‘The frozen heart’: a novel about memory with which we pay tribute to Almudena Grandes | Present

One’s heart continues to shrink when one has to say that Almudena Grandes was born in Madrid in 1960 and died on November 27, 2021. She has been an extraordinary, committed, necessary writer. She is the author of ‘The ages of Lulú’, ‘Malena is a tango name’, ‘Atlas of human geography’, ‘The difficult airs’, among others, of magnificent stories and of the extraordinary series’ Episodes of an endless war ‘, which leaves unfinished.

In ‘A book one hour’ we wanted to pay our particular tribute and make a chapter on ‘The frozen heart’. It is one of the most exciting novels we have ever read. But the best tribute we can all do is read Almudena Grandes.

It is a prodigy to see how in ‘The Frozen Heart’ he builds a world page by page and enjoy all its details. It tells not one, but several wonderful love stories, but it also tells the story of those who lost, those who had to leave, and those who stayed. And that of the Spain of those who won.

His voice has also appeared on the program. We have recovered, thanks to the Documentation Department of Cadena Ser, two interviews. The first in ‘La Ventana’, with Gemma Nierga, on February 14, 2007, and another in ‘Las ten de …’ with Sira Fernández on August 4, 2013 in which she said things like these:

“It is a complicated novel. Let’s say structurally complicated. I hope that for the reader it is not complicated. But it takes place during almost a century of the life of our country. And it is a novel that advances in two stages, let’s say. The main plot passes in 2005. It is a novel of the present “.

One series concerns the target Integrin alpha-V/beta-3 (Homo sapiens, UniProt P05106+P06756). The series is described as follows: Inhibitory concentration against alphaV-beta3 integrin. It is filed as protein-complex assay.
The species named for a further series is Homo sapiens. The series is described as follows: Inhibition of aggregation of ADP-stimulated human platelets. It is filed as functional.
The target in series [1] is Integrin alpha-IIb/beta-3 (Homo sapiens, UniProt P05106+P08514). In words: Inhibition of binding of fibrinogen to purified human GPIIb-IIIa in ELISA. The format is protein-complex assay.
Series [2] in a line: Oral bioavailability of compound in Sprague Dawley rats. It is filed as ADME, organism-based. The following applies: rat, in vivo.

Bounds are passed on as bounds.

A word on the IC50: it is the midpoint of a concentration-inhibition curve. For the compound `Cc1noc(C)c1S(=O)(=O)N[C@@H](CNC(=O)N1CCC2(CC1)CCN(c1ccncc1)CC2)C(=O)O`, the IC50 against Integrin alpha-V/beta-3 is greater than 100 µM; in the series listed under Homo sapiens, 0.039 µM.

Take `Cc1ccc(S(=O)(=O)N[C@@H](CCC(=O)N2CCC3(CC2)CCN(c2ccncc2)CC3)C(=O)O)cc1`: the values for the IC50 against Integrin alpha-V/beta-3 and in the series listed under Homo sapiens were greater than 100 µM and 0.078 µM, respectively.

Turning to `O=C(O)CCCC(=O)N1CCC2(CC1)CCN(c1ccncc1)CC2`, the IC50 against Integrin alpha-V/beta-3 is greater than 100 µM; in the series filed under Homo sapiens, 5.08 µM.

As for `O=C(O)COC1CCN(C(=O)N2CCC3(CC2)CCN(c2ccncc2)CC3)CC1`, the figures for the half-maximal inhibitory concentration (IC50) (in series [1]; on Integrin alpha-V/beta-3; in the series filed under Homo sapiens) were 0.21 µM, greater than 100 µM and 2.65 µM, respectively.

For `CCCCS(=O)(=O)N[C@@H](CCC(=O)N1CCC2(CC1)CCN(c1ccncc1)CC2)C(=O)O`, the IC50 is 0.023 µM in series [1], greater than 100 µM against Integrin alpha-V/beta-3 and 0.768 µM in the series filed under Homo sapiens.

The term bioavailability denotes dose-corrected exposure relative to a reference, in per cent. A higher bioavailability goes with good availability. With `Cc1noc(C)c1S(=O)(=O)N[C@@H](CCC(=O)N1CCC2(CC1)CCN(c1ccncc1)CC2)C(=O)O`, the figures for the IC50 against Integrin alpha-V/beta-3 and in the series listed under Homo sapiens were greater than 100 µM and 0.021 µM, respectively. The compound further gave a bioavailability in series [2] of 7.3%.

“Despite what it may seem, it is not a novel about history but a novel about memory. History and memory are two very close concepts. Because, of course, without history there is no memory. But this is a novel about the present. It is not a novel about the events of the past in Spain, but about how the events of the past are now sentimentally elaborated or re-elaborated by the Spaniards right now “.

“If my book serves to convince a reader younger than me of that, it will have already served a lot”

“I would very much like my book to awaken the desire to know from people, from people of my generation and from younger people, because I really believe and I have said it many times and I am going to say it one more time. that the Second Spanish Republic and the Civil War are one of the great moments of humanity and that is why they never end. I believe that in this country we have not yet assumed that. Just as the Roman Empire never ends, the same that the French Revolution never ends. The great epic, the great democratic epic of 20th century Spain will never end. So if my book serves to convince a reader younger than me of that, it will have already served a lot ” .

“This novel circulates between two quotes by Antonio Machado, who is a writer that all listeners of this program know to what extent I love. There is a very famous quote at the beginning of the book which is” One of the two Spains: it has to freeze you the heart. “That’s where the title comes from. The frozen heart is a two-line thing. And there’s a very little-known quote at the end that is a response by Machado to an interview that a Soviet writer named Iliá Ehrenburg gave him in the year 38 and Machado said at that time: “For historians, for politicians, for strategists it will be clear we have lost the war, but humanly perhaps we have won it.”